Terror attacks in the news and the political influence of right-wing parties have also contributed to damaging the reputation of Muslim immigrants, who are often labelled as extremists.
“During the last few years, there has been an oversimplification that presents Muslims as a danger to Switzerland,” said the authors of the study, carried out by the Swiss National Science Foundation.
The newly published report analyzed coverage of Muslim issues by Swiss media through the years. The research found that, in public debate, followers of Islam are perceived as a “bloc” and as a “threat” to Switzerland, even if they have nothing to do with fundamentalism.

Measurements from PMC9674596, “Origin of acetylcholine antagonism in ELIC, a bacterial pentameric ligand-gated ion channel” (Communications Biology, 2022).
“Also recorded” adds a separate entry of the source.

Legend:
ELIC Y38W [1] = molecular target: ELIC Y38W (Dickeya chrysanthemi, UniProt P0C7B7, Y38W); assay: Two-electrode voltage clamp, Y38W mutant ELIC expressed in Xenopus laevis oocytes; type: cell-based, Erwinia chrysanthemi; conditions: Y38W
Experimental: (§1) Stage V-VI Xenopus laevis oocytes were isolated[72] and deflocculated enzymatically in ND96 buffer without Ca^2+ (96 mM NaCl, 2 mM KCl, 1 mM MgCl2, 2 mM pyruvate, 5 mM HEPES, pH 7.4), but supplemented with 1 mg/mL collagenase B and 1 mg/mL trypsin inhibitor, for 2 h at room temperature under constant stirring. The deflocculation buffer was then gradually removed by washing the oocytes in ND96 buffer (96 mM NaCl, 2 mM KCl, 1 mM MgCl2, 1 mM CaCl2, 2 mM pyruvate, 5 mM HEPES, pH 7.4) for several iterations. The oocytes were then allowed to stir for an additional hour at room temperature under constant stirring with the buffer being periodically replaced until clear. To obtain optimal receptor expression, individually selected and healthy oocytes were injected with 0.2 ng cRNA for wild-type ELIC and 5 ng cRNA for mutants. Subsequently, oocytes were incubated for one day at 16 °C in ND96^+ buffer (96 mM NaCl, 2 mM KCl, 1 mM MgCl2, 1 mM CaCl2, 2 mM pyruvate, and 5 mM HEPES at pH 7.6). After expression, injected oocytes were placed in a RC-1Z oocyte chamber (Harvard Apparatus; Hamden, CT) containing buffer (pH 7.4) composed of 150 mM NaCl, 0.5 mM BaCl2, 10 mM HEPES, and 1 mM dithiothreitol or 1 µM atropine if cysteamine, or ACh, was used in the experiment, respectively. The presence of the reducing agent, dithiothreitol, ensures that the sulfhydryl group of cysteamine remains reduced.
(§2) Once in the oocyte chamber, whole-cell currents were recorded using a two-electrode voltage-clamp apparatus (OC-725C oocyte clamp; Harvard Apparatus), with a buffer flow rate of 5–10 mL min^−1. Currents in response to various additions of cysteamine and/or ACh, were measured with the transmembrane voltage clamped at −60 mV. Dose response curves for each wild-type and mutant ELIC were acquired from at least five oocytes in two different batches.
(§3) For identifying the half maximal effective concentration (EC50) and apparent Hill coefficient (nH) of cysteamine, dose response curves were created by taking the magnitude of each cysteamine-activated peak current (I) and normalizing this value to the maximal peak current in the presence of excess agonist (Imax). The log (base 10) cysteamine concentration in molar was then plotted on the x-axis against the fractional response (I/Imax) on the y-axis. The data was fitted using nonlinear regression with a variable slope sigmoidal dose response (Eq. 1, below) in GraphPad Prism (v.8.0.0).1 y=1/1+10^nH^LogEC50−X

Despite coming from different countries – such as Turkey, Macedonia and Morocco – and practising their religion in different ways, they are often considered part of the same ethnic group, it said.
The study found Swiss media coverage was in general one-sided, especially during the 2009 national minaret ban vote and the ensuing debate, with opponents receiving more media attention than those who were in favour.
Similarly, the conservative Swiss People’s Party, known for its controversial and often provocative stances, has contributed to creating a negative collective image of Muslim migrants, who are often referred to as “violent” or “ignorant,” the study said.